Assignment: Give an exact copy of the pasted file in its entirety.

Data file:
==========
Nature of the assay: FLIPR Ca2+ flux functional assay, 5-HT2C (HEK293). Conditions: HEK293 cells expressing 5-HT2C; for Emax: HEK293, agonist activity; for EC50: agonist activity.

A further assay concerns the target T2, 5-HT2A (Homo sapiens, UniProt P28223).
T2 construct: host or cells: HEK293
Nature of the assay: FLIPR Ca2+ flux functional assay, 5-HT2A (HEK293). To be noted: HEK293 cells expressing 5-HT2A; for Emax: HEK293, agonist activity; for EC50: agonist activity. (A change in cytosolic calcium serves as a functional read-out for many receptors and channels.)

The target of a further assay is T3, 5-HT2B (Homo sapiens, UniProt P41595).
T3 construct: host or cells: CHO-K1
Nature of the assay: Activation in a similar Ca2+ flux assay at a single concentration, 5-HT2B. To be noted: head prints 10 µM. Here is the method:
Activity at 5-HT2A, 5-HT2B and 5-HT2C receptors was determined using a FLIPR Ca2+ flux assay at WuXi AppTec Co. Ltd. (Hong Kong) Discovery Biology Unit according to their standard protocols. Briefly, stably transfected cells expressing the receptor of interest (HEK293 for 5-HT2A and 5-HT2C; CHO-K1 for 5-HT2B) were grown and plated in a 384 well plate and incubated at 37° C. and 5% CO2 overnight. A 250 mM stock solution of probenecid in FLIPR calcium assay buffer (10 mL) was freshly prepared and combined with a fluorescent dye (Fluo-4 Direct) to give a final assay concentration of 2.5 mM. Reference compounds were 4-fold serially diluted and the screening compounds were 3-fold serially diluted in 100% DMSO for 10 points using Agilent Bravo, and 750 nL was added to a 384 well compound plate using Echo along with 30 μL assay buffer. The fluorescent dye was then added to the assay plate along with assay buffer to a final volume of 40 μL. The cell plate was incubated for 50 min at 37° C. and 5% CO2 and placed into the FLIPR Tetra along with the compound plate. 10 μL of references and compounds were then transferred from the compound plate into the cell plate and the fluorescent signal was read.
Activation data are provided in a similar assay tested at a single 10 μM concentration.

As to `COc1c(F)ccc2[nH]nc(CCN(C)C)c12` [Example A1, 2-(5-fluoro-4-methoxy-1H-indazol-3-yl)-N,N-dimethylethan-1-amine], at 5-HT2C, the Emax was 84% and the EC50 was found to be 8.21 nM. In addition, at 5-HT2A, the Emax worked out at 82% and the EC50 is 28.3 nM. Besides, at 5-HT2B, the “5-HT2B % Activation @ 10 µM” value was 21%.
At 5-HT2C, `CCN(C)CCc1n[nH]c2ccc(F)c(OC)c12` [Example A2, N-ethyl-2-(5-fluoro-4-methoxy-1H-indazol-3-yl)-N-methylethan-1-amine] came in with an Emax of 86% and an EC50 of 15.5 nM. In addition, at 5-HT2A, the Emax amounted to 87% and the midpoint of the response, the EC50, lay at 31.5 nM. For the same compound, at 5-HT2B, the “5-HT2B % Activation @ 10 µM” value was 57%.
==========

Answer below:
Nature of the assay: FLIPR Ca2+ flux functional assay, 5-HT2C (HEK293). Conditions: HEK293 cells expressing 5-HT2C; for Emax: HEK293, agonist activity; for EC50: agonist activity.

A further assay concerns the target T2, 5-HT2A (Homo sapiens, UniProt P28223).
T2 construct: host or cells: HEK293
Nature of the assay: FLIPR Ca2+ flux functional assay, 5-HT2A (HEK293). To be noted: HEK293 cells expressing 5-HT2A; for Emax: HEK293, agonist activity; for EC50: agonist activity. (A change in cytosolic calcium serves as a functional read-out for many receptors and channels.)

The target of a further assay is T3, 5-HT2B (Homo sapiens, UniProt P41595).
T3 construct: host or cells: CHO-K1
Nature of the assay: Activation in a similar Ca2+ flux assay at a single concentration, 5-HT2B. To be noted: head prints 10 µM. Here is the method:
Activity at 5-HT2A, 5-HT2B and 5-HT2C receptors was determined using a FLIPR Ca2+ flux assay at WuXi AppTec Co. Ltd. (Hong Kong) Discovery Biology Unit according to their standard protocols. Briefly, stably transfected cells expressing the receptor of interest (HEK293 for 5-HT2A and 5-HT2C; CHO-K1 for 5-HT2B) were grown and plated in a 384 well plate and incubated at 37° C. and 5% CO2 overnight. A 250 mM stock solution of probenecid in FLIPR calcium assay buffer (10 mL) was freshly prepared and combined with a fluorescent dye (Fluo-4 Direct) to give a final assay concentration of 2.5 mM. Reference compounds were 4-fold serially diluted and the screening compounds were 3-fold serially diluted in 100% DMSO for 10 points using Agilent Bravo, and 750 nL was added to a 384 well compound plate using Echo along with 30 μL assay buffer. The fluorescent dye was then added to the assay plate along with assay buffer to a final volume of 40 μL. The cell plate was incubated for 50 min at 37° C. and 5% CO2 and placed into the FLIPR Tetra along with the compound plate. 10 μL of references and compounds were then transferred from the compound plate into the cell plate and the fluorescent signal was read.
Activation data are provided in a similar assay tested at a single 10 μM concentration.

As to `COc1c(F)ccc2[nH]nc(CCN(C)C)c12` [Example A1, 2-(5-fluoro-4-methoxy-1H-indazol-3-yl)-N,N-dimethylethan-1-amine], at 5-HT2C, the Emax was 84% and the EC50 was found to be 8.21 nM. In addition, at 5-HT2A, the Emax worked out at 82% and the EC50 is 28.3 nM. Besides, at 5-HT2B, the “5-HT2B % Activation @ 10 µM” value was 21%.
At 5-HT2C, `CCN(C)CCc1n[nH]c2ccc(F)c(OC)c12` [Example A2, N-ethyl-2-(5-fluoro-4-methoxy-1H-indazol-3-yl)-N-methylethan-1-amine] came in with an Emax of 86% and an EC50 of 15.5 nM. In addition, at 5-HT2A, the Emax amounted to 87% and the midpoint of the response, the EC50, lay at 31.5 nM. For the same compound, at 5-HT2B, the “5-HT2B % Activation @ 10 µM” value was 57%.